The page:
By Ellen Wood
First published in the Questa Del Rio News, September 2020 issue,
reprinted with permission
Lately I have been lamenting our current state of affairs and one of the things I thought would make me happy is a united United States. Well, I’m here to report that I have since realized that I am part of the problem. Our country is polarized and although I try not to be too political in my newspaper columns (I have best friends who are for the other team), I too take sides. I may talk about “there’s no separation – we’re all part of the One,” but I’m fervently partisan.
No, I’m not going to push for my candidate – but I do want to talk about women in politics, as well as in business, and how far we’ve come and how far we still have to go to reach equality.
Eleanor Roosevelt, our country’s longest-serving First Lady, once said, “A woman is like a tea bag - you can't tell how strong she is until you put her in hot water.” Well, Kamala Harris is certainly being put through hot water. The very day she was chosen to be Joe Biden’s running mate, she was called “Nasty,” “Horrible” and “Phony.” Strong women have often been labeled “nasty” because they are strong and outspoken.
I was called even worse after I was hired as the first female member of executive management of a 13-branch bank in New Jersey. My job was the bank’s first Director of Marketing and Sales, reporting to the new CEO, and I started an in-house ad agency, public relations department, company newsletter and staff training division.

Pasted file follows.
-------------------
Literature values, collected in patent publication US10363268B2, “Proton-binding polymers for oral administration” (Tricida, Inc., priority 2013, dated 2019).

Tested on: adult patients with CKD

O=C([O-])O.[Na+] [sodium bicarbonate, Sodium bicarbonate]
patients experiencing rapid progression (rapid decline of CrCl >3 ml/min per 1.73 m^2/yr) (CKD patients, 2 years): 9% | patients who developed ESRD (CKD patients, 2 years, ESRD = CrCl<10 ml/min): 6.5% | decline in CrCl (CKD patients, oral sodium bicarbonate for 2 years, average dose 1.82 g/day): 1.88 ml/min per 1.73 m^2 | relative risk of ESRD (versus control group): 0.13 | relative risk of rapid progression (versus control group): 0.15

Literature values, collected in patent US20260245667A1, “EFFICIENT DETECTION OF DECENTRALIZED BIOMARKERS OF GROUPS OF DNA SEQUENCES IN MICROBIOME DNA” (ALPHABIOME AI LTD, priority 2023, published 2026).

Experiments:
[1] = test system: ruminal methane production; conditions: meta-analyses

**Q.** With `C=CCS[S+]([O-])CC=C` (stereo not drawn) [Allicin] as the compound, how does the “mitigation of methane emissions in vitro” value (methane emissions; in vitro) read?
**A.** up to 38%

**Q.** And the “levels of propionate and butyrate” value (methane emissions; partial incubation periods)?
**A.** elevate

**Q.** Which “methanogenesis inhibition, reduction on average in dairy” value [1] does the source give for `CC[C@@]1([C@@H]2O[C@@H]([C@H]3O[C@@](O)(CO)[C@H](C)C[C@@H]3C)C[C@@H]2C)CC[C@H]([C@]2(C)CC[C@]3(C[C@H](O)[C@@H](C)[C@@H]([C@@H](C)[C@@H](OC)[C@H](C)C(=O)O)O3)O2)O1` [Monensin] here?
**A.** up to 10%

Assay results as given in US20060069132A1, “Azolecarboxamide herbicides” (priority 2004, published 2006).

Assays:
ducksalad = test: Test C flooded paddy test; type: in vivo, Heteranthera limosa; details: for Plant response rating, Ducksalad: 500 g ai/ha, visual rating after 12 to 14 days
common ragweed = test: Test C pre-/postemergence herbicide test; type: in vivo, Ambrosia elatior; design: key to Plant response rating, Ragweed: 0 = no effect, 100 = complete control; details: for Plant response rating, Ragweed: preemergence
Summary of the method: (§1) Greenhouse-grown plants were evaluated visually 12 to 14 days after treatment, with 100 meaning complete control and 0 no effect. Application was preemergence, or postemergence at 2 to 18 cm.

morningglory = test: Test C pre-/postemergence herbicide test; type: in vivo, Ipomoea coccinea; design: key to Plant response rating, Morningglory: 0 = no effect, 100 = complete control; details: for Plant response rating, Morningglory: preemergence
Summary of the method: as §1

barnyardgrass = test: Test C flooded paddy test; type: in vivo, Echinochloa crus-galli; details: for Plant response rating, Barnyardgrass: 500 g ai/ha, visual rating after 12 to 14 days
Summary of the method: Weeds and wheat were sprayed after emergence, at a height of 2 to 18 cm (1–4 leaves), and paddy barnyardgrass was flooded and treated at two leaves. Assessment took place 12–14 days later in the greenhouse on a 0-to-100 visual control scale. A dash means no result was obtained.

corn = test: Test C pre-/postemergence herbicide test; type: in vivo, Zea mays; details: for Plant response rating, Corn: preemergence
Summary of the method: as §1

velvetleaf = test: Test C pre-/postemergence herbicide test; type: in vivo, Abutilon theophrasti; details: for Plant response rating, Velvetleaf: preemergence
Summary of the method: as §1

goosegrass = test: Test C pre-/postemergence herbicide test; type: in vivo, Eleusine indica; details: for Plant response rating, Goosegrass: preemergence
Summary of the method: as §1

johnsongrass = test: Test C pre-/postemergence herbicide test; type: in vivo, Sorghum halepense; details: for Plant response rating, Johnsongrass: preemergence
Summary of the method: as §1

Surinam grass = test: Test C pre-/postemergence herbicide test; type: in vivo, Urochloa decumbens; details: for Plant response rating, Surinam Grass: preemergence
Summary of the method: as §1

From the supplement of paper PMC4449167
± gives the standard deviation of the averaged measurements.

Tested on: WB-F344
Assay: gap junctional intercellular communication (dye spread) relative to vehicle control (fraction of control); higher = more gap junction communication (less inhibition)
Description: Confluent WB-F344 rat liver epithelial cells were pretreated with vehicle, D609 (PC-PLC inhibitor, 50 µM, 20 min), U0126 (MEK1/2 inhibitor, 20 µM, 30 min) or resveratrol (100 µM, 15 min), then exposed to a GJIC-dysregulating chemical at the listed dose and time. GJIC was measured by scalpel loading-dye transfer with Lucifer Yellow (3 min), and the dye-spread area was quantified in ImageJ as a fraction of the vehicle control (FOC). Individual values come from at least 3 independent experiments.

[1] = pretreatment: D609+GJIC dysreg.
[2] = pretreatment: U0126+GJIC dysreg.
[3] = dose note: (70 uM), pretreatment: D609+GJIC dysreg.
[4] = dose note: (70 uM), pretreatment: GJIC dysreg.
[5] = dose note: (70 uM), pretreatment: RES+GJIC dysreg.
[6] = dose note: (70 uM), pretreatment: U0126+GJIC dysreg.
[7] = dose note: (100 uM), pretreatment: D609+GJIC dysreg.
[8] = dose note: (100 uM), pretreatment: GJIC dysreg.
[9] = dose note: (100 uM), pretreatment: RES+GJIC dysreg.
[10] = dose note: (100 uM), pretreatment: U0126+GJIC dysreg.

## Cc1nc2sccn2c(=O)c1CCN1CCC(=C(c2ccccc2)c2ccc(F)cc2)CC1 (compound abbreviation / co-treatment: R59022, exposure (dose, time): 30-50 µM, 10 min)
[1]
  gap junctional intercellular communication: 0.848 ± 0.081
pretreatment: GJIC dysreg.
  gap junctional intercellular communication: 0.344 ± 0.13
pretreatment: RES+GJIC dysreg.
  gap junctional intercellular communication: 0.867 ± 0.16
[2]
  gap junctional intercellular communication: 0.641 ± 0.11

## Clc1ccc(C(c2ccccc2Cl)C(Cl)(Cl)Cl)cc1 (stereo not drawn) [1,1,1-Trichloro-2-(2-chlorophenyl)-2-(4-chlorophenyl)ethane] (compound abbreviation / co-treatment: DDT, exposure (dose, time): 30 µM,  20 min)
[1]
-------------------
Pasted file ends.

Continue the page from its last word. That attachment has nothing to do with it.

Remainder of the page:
On my first day a woman in charge of setting up business cards and letterhead for executives was in my office and although she was shaking when she answered my question about getting a key, she told me, quite tenderly, that women weren’t allowed to have keys and that we all had to show up once a month on a Saturday to help stuff statements into envelopes. (Of course, I got the key and never stuffed an envelope.) Her name was Catherine and she asked to leave the staff of one of the Senior Vice Presidents to become the first member of mine. His secretary, Gail, also joined my department. They were the start of the best possible team in the world. And I broke the rule that said you shouldn’t be close friends with your staff!
Without bragging too much, our team was extremely successful – earnings soared; we made headlines in national newspapers; and we had fun. I started with the “bank” title, Assistant Vice President, but within three years I became Senior Vice President, an advancement unheard of in the history of the bank which was started in the 1800s. Sadly, I noted that there were whispers about the boss promoting me so quickly.
When the CEO chose me to head the bank’s first Planning Committee, I asked the Executive Vice President, who was the longest-tenured and oldest executive of the bank, to be part of it. He refused and said the bank’s Planning Committee was too important to be headed by a woman!
Yes, times have changed a lot since then – men have given us much more respect for our abilities and women have been helping women – but we need to continue the upward climb.
Editor's note: Because of innovative products created by the bank’s Planning Committee (minus the Executive Vice President), Wood was chosen as “1982 National Bank Product Development Expert” and was a featured speaker at the ABA National Convention that year. American Banker newspaper spotlighted her alongside the convention’s keynote speaker, Henry Kissinger.
Ellen Wood of Questa is the award-winning author of the series of books, “The Secret Method for Growing Younger,” available at www.northernnewmexicoartists.com. Her website is www.howtogrowyounger.com Contact Ellen at firstname.lastname@example.org